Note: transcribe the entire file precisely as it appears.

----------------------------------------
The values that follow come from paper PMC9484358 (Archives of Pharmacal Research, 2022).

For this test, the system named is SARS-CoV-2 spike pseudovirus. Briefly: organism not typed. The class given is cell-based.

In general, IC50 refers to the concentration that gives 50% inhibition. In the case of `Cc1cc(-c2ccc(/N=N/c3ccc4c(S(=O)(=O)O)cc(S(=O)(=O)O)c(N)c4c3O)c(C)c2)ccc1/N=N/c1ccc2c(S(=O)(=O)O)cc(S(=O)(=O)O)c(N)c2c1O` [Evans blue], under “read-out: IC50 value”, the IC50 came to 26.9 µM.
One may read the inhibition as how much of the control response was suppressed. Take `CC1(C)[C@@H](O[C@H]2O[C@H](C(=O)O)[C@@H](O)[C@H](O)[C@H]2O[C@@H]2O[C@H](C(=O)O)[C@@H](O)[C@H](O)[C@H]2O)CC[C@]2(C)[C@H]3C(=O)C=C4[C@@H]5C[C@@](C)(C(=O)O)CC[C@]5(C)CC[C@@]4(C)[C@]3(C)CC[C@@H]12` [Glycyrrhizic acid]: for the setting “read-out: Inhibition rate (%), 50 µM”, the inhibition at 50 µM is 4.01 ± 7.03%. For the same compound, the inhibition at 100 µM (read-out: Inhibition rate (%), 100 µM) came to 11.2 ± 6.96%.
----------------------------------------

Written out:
The values that follow come from paper PMC9484358 (Archives of Pharmacal Research, 2022).

For this test, the system named is SARS-CoV-2 spike pseudovirus. Briefly: organism not typed. The class given is cell-based.

In general, IC50 refers to the concentration that gives 50% inhibition. In the case of `Cc1cc(-c2ccc(/N=N/c3ccc4c(S(=O)(=O)O)cc(S(=O)(=O)O)c(N)c4c3O)c(C)c2)ccc1/N=N/c1ccc2c(S(=O)(=O)O)cc(S(=O)(=O)O)c(N)c2c1O` [Evans blue], under “read-out: IC50 value”, the IC50 came to 26.9 µM.
One may read the inhibition as how much of the control response was suppressed. Take `CC1(C)[C@@H](O[C@H]2O[C@H](C(=O)O)[C@@H](O)[C@H](O)[C@H]2O[C@@H]2O[C@H](C(=O)O)[C@@H](O)[C@H](O)[C@H]2O)CC[C@]2(C)[C@H]3C(=O)C=C4[C@@H]5C[C@@](C)(C(=O)O)CC[C@]5(C)CC[C@@]4(C)[C@]3(C)CC[C@@H]12` [Glycyrrhizic acid]: for the setting “read-out: Inhibition rate (%), 50 µM”, the inhibition at 50 µM is 4.01 ± 7.03%. For the same compound, the inhibition at 100 µM (read-out: Inhibition rate (%), 100 µM) came to 11.2 ± 6.96%.